However, the directive does give certain minimum standards that countries will have to abide by in their interpretation of the rules. Specifically, JPAs will need to encompass the following seven points: 

  1. An analysis of the proportion of female and male workers in each category of workers;
  2. Information on average female and male workers’ pay levels and complementary or variable components for each category of workers;
  3. Any differences in average pay levels between female and male workers in each category of workers;
  4. The reasons for such differences in average pay levels, on the basis of objective, gender-neutral criteria, if any, as established jointly by the workers’ representatives and the employer;
  5. The proportion of female and male workers who benefited from any improvement in pay following their return from maternity or paternity leave, parental leave or carers’ leave, if such improvement occurred in the relevant category of workers during the period in which the leave was taken;
  6. Measures to address differences in pay if they are not justified on the basis of objective, gender-neutral criteria; 
  7. An evaluation of the effectiveness of measures from previous joint pay assessments.

Statistical approaches to consider 

Calculating the pay gap among a certain group of workers is a relatively simple process. All you need to do is work out the average pay of the men and women within the category and then calculate the percentage difference between these figures. 

However, conducting a JPA means diving much deeper into the numbers. The purpose of a JPA is to understand the why behind their pay gap, which is a lot more complicated.

After all, averages can be skewed by outliers and hide individual cases. That means you might need to take various different statistical approaches to the data you have to truly find out what’s going on. 

Approach #1: Maximum male pay vs. minimum female pay 

This approach involves looking at the highest-paid man and the lowest-paid woman in a single category, and seeing how their pay compares. Because these two people perform the same work or work of equal value, they would be legitimate competitors in an equal pay claim. Looking at the difference between their pay shows you your ‘worst-case scenario’ should a claim be brought. 

Approach #2: Regression analysis

Regression analysis is a statistical technique that involves plotting a line through points on a graph to establish a relationship between different factors. For example, if you plotted the height and weight of 50 different people on a graph and then drew a line through the results, you’d be able to estimate the weight of another person based on their height.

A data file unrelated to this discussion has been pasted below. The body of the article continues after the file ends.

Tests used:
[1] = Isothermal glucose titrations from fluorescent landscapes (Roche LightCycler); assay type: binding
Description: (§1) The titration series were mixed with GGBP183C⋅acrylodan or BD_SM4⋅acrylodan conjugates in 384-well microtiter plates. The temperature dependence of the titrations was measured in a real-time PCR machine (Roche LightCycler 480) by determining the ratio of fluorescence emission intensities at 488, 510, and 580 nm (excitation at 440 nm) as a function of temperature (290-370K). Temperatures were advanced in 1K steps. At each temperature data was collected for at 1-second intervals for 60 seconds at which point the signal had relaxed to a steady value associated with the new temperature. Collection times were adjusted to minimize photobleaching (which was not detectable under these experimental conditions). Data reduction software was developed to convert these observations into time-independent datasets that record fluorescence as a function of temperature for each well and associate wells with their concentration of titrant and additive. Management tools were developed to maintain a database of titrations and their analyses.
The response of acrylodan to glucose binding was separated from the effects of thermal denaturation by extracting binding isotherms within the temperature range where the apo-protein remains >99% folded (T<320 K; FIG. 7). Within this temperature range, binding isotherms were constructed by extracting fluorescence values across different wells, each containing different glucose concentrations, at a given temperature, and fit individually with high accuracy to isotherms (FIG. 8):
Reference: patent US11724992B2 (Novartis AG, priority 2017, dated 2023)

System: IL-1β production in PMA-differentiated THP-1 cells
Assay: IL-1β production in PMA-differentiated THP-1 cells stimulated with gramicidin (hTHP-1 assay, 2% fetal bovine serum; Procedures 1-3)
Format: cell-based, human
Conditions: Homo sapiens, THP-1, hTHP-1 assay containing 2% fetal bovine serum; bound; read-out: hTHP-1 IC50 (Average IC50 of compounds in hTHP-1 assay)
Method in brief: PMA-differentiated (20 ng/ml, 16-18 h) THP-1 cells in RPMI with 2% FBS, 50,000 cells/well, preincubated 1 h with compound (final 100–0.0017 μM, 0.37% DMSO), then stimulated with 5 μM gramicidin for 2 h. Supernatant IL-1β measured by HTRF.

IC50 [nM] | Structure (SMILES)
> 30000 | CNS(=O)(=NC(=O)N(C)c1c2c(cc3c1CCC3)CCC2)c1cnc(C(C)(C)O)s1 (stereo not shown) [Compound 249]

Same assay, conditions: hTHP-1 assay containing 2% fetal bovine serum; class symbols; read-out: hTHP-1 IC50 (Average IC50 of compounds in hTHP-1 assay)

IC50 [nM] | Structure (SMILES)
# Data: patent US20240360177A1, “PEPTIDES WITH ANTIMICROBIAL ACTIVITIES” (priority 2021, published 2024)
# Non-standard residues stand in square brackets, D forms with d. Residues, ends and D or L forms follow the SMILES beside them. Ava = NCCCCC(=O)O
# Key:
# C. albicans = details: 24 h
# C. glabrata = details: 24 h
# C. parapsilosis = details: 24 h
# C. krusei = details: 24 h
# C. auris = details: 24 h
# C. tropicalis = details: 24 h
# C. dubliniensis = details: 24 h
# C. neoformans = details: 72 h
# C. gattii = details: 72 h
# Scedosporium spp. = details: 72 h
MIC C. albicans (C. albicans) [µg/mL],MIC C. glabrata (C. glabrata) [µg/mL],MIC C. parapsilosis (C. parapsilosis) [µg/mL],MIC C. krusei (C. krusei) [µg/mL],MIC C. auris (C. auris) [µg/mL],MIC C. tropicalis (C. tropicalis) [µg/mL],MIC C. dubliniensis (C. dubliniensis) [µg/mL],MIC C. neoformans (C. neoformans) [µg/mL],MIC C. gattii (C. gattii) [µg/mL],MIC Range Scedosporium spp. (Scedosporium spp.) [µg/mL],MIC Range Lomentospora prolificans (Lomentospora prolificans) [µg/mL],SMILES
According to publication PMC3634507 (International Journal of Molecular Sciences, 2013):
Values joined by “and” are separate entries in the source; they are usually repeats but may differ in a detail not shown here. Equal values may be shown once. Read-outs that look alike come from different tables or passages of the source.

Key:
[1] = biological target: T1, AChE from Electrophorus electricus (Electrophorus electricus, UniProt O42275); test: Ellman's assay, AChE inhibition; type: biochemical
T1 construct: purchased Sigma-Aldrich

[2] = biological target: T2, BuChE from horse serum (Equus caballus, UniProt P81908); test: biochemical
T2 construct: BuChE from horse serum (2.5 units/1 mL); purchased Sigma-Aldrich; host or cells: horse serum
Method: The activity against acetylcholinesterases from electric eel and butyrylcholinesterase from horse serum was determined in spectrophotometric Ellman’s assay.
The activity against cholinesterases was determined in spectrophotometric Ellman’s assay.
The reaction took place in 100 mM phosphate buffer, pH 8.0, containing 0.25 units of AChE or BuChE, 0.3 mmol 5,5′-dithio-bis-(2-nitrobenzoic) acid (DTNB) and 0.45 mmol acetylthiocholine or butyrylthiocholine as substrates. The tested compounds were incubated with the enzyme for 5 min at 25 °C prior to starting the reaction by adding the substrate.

This is a simple example — and things tend to be much more complicated in a JPA. In this case, you would likely be comparing multiple factors, like each employee’s pay, role, gender, length of service and performance rating (for example). Considering all of these factors together allows you to get closer to a ‘like-for-like’ comparison without factors other than gender skewing your results. 

Approach #3: Blinder-Oaxaca decomposition

The Blinder-Oaxaca decomposition is a statistical approach that allows you to estimate how much of your gender pay gap can be explained by objective factors, and how much of it is unjustified. 

It’s a bit complicated, but essentially, if you had a gender pay gap of 17%, you might be able to show that 13% of it was due to factors like the employees’ performance level, tenure and experience — and that only 4% was actually based on their gender. Companies that employ this method may be able to avoid the necessity of a JPA altogether by showing that their real gender pay gap is under the 5% threshold. 

Addressing unjustified pay gaps 

If a joint pay assessment finds that a company’s gender pay gap can’t be justified, they’ll need to develop a plan to resolve it. There are many ways you could go about this. For example, you could consider:  

  • Reassessing your compensation review process
  • Changing your recruitment processes to reduce bias 
  • Reducing manager discretion in pay decisions 
  • Training managers on unconscious bias 

Want to learn more? Check out our article on 6 reasons you could be paying your employees unfairly to find out what else might be going wrong. 

Preparing for pay transparency starts now 

The implementation of the EU pay transparency directive is still a little while off. In most countries, the first gender pay gap reports won’t be due until June 2027. That means there’s still time to get a handle on your gender pay gap and avoid the need for joint pay assessments. 

However, that time is quickly running out. Closing a gender pay gap isn’t something you can do overnight — you may need more than one pay review cycle to get it right. If you haven’t yet started preparing for pay transparency, now is the time.